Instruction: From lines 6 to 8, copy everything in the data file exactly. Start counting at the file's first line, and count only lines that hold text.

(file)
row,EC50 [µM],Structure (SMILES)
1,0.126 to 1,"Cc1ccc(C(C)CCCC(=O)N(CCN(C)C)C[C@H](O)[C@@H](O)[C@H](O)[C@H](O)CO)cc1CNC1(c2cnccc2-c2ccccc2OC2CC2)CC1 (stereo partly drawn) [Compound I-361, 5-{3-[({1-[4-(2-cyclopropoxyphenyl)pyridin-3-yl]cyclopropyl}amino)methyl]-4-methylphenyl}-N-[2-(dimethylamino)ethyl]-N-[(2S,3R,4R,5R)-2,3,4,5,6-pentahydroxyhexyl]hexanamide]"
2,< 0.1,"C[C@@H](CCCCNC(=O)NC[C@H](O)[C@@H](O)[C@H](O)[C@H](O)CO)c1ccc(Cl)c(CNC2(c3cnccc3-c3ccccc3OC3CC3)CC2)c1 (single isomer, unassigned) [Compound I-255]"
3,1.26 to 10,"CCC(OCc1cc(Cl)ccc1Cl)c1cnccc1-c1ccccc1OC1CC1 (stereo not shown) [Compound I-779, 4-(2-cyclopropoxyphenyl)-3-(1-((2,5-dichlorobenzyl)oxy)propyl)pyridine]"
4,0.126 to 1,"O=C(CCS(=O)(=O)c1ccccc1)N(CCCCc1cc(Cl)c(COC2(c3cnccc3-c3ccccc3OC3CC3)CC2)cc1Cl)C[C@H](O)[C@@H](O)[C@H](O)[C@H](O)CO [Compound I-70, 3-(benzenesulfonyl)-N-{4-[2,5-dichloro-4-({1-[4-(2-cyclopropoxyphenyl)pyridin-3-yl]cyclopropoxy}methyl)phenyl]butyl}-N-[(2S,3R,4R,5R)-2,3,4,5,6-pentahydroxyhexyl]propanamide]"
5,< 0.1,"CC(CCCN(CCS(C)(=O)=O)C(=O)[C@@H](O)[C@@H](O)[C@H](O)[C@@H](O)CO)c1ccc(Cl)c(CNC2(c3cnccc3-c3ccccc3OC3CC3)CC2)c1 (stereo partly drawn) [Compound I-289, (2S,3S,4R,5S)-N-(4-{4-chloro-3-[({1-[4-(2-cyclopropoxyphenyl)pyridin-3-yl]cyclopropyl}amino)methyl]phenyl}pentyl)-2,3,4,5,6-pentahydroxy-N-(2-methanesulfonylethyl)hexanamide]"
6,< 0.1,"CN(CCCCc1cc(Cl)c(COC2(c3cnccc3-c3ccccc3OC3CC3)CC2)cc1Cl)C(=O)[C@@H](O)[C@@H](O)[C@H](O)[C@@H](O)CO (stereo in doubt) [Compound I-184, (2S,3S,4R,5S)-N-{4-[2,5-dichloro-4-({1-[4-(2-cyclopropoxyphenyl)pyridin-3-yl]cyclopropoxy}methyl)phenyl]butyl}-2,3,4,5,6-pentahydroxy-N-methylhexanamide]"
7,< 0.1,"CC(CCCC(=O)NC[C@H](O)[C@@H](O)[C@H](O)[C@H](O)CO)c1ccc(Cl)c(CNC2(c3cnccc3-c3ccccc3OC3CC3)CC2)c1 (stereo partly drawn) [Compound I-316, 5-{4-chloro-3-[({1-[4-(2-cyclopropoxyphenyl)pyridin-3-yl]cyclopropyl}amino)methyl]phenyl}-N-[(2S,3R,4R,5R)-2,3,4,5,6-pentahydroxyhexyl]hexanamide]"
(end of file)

5,< 0.1,"CC(CCCN(CCS(C)(=O)=O)C(=O)[C@@H](O)[C@@H](O)[C@H](O)[C@@H](O)CO)c1ccc(Cl)c(CNC2(c3cnccc3-c3ccccc3OC3CC3)CC2)c1 (stereo partly drawn) [Compound I-289, (2S,3S,4R,5S)-N-(4-{4-chloro-3-[({1-[4-(2-cyclopropoxyphenyl)pyridin-3-yl]cyclopropyl}amino)methyl]phenyl}pentyl)-2,3,4,5,6-pentahydroxy-N-(2-methanesulfonylethyl)hexanamide]"
6,< 0.1,"CN(CCCCc1cc(Cl)c(COC2(c3cnccc3-c3ccccc3OC3CC3)CC2)cc1Cl)C(=O)[C@@H](O)[C@@H](O)[C@H](O)[C@@H](O)CO (stereo in doubt) [Compound I-184, (2S,3S,4R,5S)-N-{4-[2,5-dichloro-4-({1-[4-(2-cyclopropoxyphenyl)pyridin-3-yl]cyclopropoxy}methyl)phenyl]butyl}-2,3,4,5,6-pentahydroxy-N-methylhexanamide]"
7,< 0.1,"CC(CCCC(=O)NC[C@H](O)[C@@H](O)[C@H](O)[C@H](O)CO)c1ccc(Cl)c(CNC2(c3cnccc3-c3ccccc3OC3CC3)CC2)c1 (stereo partly drawn) [Compound I-316, 5-{4-chloro-3-[({1-[4-(2-cyclopropoxyphenyl)pyridin-3-yl]cyclopropyl}amino)methyl]phenyl}-N-[(2S,3R,4R,5R)-2,3,4,5,6-pentahydroxyhexyl]hexanamide]"